What philosophical views are expressed in the sonnet "Design"? How can you tell?
2 Answers | Add Yours
Here is the poem:
by Robert Frost
I found a dimpled spider, fat and white,
On a white heal-all, holding up a moth
Like a white piece of rigid satin cloth-
Assorted characters of death and blight
Mixed ready to begin the morning right.
Like the ingredients of a witches' broth
A snow-drop spider, a flower like a froth,
And dead wings carried like a paper kite.
What had that flower to do with being white,
The wayside blue and innocent heal-all?
What brought the kindred spider to that height,
Then steered the white moth thither in the night?
What but design of darkness to appall?
If design govern in a thing so small.
The most obvious "philosophy" is the notion of intelligent design. The word "design" is meant to make the reader think of God's design. If God designed the flower, the moth, and the spider, then God must also have designed for that blue wildflower (referred to as a "heal-all" for its medicinal properties; see the link below) to become entangled in the web to be a stool for the spider and for the moth to be trapped as well. Was it just chance that they came together, or was there a design to it?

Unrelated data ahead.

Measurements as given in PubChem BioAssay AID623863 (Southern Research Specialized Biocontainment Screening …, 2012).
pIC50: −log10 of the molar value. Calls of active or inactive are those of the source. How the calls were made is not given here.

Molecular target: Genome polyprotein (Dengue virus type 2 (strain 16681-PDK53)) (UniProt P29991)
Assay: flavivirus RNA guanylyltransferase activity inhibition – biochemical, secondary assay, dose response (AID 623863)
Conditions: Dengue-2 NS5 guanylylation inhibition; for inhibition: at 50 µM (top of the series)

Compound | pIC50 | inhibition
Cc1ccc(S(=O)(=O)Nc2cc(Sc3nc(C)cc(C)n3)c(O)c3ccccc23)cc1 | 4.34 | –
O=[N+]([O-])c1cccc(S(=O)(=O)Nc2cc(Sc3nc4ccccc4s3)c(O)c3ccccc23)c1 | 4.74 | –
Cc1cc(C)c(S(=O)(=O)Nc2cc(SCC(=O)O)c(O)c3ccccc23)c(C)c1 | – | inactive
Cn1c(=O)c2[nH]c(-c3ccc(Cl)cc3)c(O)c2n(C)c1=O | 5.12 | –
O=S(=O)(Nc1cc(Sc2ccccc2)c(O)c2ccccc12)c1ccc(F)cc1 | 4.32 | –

The broadest philosophical view in this sonnet is that in order there is meaning. This is communicated through the poem's final couplet, which underscore the meaning of design in large and small things alike. However, it can also be seen in the form of the poem. A sonnet is a highly structured poem, with evident and intentional order. This could imply a creator, but it could also indicate the anthropic principle (adapted from cosmology) in which humans see a specific order in the universe because we evolved that way.
Join to answer this question
Join a community of thousands of dedicated teachers and students.Join eNotes